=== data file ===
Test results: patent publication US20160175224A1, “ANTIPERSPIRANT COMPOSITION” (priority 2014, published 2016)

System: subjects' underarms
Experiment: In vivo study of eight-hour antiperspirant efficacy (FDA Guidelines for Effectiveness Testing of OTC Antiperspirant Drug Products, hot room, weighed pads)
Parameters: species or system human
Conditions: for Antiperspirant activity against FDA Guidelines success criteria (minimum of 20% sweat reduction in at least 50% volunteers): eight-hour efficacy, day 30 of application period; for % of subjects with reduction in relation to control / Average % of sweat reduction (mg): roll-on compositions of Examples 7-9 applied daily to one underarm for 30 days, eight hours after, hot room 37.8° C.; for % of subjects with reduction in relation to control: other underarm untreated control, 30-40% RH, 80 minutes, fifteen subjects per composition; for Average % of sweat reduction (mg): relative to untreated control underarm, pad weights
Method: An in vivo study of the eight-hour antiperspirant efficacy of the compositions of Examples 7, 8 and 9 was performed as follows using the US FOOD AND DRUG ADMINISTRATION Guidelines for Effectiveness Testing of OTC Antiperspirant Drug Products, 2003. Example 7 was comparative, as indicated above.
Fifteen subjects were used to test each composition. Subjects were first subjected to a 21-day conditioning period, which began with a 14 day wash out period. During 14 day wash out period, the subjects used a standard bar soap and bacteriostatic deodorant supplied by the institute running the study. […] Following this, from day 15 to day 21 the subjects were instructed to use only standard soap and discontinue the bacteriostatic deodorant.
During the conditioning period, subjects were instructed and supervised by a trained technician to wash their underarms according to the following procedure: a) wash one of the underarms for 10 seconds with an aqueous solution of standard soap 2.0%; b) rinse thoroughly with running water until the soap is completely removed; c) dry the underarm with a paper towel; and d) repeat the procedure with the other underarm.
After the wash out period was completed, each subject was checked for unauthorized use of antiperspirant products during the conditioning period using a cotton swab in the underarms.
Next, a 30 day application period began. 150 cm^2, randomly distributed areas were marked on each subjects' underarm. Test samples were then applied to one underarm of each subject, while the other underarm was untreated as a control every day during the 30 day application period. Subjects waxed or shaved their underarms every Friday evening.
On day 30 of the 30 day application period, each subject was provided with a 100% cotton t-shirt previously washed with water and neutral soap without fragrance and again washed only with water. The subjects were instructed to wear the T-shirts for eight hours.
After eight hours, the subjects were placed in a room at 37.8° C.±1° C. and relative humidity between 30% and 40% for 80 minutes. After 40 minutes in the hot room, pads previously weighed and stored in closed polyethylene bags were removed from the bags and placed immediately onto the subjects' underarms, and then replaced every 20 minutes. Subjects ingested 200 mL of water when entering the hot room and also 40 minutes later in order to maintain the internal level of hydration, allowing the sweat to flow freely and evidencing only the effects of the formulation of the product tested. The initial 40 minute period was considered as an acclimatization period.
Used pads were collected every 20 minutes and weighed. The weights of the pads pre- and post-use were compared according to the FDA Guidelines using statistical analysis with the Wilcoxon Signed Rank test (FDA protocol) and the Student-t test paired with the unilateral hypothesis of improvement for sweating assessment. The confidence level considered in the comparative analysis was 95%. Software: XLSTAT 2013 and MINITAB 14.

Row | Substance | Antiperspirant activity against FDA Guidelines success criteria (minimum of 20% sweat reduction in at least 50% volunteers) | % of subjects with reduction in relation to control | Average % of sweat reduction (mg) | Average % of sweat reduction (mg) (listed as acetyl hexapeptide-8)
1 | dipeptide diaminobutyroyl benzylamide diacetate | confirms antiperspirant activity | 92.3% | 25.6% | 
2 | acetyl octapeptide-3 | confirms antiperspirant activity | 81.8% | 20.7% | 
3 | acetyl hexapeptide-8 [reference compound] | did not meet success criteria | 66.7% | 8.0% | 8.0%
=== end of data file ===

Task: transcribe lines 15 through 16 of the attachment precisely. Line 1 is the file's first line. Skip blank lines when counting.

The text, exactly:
1 | dipeptide diaminobutyroyl benzylamide diacetate | confirms antiperspirant activity | 92.3% | 25.6% | 
2 | acetyl octapeptide-3 | confirms antiperspirant activity | 81.8% | 20.7% | 